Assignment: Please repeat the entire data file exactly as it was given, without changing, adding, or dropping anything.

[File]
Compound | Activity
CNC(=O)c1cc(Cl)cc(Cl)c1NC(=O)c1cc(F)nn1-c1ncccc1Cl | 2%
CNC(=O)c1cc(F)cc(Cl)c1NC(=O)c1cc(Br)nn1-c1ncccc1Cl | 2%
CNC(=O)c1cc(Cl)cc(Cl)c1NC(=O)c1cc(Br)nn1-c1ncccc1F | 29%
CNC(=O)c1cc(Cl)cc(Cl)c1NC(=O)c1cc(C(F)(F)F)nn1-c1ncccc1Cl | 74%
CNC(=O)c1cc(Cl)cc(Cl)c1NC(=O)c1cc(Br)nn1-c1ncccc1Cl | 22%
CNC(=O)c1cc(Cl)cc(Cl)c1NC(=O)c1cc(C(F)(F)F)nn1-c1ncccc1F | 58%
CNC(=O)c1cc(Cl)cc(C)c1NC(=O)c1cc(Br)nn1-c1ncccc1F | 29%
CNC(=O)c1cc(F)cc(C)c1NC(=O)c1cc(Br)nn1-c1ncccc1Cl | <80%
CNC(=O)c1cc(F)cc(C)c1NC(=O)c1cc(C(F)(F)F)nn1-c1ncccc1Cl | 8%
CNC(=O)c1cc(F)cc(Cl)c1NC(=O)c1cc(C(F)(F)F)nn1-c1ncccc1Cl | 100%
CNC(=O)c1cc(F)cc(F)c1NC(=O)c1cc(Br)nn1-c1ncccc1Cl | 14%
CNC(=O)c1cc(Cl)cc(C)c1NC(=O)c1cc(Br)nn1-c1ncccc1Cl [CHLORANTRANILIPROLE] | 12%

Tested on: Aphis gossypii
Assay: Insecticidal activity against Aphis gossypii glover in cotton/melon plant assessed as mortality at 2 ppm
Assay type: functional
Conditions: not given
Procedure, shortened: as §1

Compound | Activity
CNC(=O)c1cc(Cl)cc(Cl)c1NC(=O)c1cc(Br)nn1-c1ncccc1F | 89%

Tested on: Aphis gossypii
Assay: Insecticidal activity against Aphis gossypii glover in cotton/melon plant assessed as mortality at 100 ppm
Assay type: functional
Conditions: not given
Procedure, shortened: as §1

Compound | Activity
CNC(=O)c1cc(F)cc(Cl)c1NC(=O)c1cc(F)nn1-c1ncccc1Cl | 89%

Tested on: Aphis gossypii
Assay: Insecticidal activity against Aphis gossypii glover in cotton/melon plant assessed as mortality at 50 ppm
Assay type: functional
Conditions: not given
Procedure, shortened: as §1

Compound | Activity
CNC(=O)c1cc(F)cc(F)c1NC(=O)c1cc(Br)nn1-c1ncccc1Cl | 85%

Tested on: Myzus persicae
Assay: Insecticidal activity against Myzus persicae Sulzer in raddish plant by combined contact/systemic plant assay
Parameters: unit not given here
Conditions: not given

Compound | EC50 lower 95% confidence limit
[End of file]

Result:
Compound | Activity
CNC(=O)c1cc(Cl)cc(Cl)c1NC(=O)c1cc(F)nn1-c1ncccc1Cl | 2%
CNC(=O)c1cc(F)cc(Cl)c1NC(=O)c1cc(Br)nn1-c1ncccc1Cl | 2%
CNC(=O)c1cc(Cl)cc(Cl)c1NC(=O)c1cc(Br)nn1-c1ncccc1F | 29%
CNC(=O)c1cc(Cl)cc(Cl)c1NC(=O)c1cc(C(F)(F)F)nn1-c1ncccc1Cl | 74%
CNC(=O)c1cc(Cl)cc(Cl)c1NC(=O)c1cc(Br)nn1-c1ncccc1Cl | 22%
CNC(=O)c1cc(Cl)cc(Cl)c1NC(=O)c1cc(C(F)(F)F)nn1-c1ncccc1F | 58%
CNC(=O)c1cc(Cl)cc(C)c1NC(=O)c1cc(Br)nn1-c1ncccc1F | 29%
CNC(=O)c1cc(F)cc(C)c1NC(=O)c1cc(Br)nn1-c1ncccc1Cl | <80%
CNC(=O)c1cc(F)cc(C)c1NC(=O)c1cc(C(F)(F)F)nn1-c1ncccc1Cl | 8%
CNC(=O)c1cc(F)cc(Cl)c1NC(=O)c1cc(C(F)(F)F)nn1-c1ncccc1Cl | 100%
CNC(=O)c1cc(F)cc(F)c1NC(=O)c1cc(Br)nn1-c1ncccc1Cl | 14%
CNC(=O)c1cc(Cl)cc(C)c1NC(=O)c1cc(Br)nn1-c1ncccc1Cl [CHLORANTRANILIPROLE] | 12%

Tested on: Aphis gossypii
Assay: Insecticidal activity against Aphis gossypii glover in cotton/melon plant assessed as mortality at 2 ppm
Assay type: functional
Conditions: not given
Procedure, shortened: as §1

Compound | Activity
CNC(=O)c1cc(Cl)cc(Cl)c1NC(=O)c1cc(Br)nn1-c1ncccc1F | 89%

Tested on: Aphis gossypii
Assay: Insecticidal activity against Aphis gossypii glover in cotton/melon plant assessed as mortality at 100 ppm
Assay type: functional
Conditions: not given
Procedure, shortened: as §1

Compound | Activity
CNC(=O)c1cc(F)cc(Cl)c1NC(=O)c1cc(F)nn1-c1ncccc1Cl | 89%

Tested on: Aphis gossypii
Assay: Insecticidal activity against Aphis gossypii glover in cotton/melon plant assessed as mortality at 50 ppm
Assay type: functional
Conditions: not given
Procedure, shortened: as §1

Compound | Activity
CNC(=O)c1cc(F)cc(F)c1NC(=O)c1cc(Br)nn1-c1ncccc1Cl | 85%

Tested on: Myzus persicae
Assay: Insecticidal activity against Myzus persicae Sulzer in raddish plant by combined contact/systemic plant assay
Parameters: unit not given here
Conditions: not given

Compound | EC50 lower 95% confidence limit